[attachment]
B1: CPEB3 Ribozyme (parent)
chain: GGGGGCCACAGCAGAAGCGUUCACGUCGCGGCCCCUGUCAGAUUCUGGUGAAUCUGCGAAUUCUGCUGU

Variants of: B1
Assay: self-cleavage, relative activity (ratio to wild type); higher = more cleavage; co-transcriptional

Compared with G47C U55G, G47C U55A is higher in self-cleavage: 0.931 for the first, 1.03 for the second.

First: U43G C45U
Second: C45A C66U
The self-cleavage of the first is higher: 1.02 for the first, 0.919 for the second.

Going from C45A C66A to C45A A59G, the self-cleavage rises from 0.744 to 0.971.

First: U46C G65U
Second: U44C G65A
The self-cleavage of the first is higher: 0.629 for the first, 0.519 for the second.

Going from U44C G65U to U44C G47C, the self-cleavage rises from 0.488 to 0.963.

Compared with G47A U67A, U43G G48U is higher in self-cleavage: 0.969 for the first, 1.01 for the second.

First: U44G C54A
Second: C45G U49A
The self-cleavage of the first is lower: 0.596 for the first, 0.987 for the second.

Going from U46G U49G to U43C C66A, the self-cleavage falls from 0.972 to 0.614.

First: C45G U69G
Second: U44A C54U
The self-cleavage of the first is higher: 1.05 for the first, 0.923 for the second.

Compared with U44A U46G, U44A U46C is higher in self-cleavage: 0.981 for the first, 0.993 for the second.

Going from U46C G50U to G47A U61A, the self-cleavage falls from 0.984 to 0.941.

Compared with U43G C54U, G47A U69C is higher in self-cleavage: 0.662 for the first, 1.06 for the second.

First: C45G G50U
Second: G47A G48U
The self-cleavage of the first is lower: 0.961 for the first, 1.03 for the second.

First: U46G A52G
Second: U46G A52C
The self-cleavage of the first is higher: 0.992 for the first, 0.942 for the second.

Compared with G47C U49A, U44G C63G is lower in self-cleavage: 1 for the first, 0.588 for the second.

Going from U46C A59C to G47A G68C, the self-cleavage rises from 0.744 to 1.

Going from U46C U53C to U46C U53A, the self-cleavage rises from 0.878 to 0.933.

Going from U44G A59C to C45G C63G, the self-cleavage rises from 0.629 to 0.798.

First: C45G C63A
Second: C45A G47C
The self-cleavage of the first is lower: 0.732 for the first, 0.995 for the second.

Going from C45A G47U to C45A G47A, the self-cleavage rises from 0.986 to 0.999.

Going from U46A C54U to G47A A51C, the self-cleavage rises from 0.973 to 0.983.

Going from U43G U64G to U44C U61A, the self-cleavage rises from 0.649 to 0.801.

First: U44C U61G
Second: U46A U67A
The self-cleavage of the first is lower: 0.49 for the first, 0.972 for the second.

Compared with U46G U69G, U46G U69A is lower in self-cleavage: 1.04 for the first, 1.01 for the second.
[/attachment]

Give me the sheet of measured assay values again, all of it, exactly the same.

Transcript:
B1: CPEB3 Ribozyme (parent)
chain: GGGGGCCACAGCAGAAGCGUUCACGUCGCGGCCCCUGUCAGAUUCUGGUGAAUCUGCGAAUUCUGCUGU

Variants of: B1
Assay: self-cleavage, relative activity (ratio to wild type); higher = more cleavage; co-transcriptional

Compared with G47C U55G, G47C U55A is higher in self-cleavage: 0.931 for the first, 1.03 for the second.

First: U43G C45U
Second: C45A C66U
The self-cleavage of the first is higher: 1.02 for the first, 0.919 for the second.

Going from C45A C66A to C45A A59G, the self-cleavage rises from 0.744 to 0.971.

First: U46C G65U
Second: U44C G65A
The self-cleavage of the first is higher: 0.629 for the first, 0.519 for the second.

Going from U44C G65U to U44C G47C, the self-cleavage rises from 0.488 to 0.963.

Compared with G47A U67A, U43G G48U is higher in self-cleavage: 0.969 for the first, 1.01 for the second.

First: U44G C54A
Second: C45G U49A
The self-cleavage of the first is lower: 0.596 for the first, 0.987 for the second.

Going from U46G U49G to U43C C66A, the self-cleavage falls from 0.972 to 0.614.

First: C45G U69G
Second: U44A C54U
The self-cleavage of the first is higher: 1.05 for the first, 0.923 for the second.

Compared with U44A U46G, U44A U46C is higher in self-cleavage: 0.981 for the first, 0.993 for the second.

Going from U46C G50U to G47A U61A, the self-cleavage falls from 0.984 to 0.941.

Compared with U43G C54U, G47A U69C is higher in self-cleavage: 0.662 for the first, 1.06 for the second.

First: C45G G50U
Second: G47A G48U
The self-cleavage of the first is lower: 0.961 for the first, 1.03 for the second.

First: U46G A52G
Second: U46G A52C
The self-cleavage of the first is higher: 0.992 for the first, 0.942 for the second.

Compared with G47C U49A, U44G C63G is lower in self-cleavage: 1 for the first, 0.588 for the second.

Going from U46C A59C to G47A G68C, the self-cleavage rises from 0.744 to 1.

Going from U46C U53C to U46C U53A, the self-cleavage rises from 0.878 to 0.933.

Going from U44G A59C to C45G C63G, the self-cleavage rises from 0.629 to 0.798.

First: C45G C63A
Second: C45A G47C
The self-cleavage of the first is lower: 0.732 for the first, 0.995 for the second.

Going from C45A G47U to C45A G47A, the self-cleavage rises from 0.986 to 0.999.

Going from U46A C54U to G47A A51C, the self-cleavage rises from 0.973 to 0.983.

Going from U43G U64G to U44C U61A, the self-cleavage rises from 0.649 to 0.801.

First: U44C U61G
Second: U46A U67A
The self-cleavage of the first is lower: 0.49 for the first, 0.972 for the second.

Compared with U46G U69G, U46G U69A is lower in self-cleavage: 1.04 for the first, 1.01 for the second.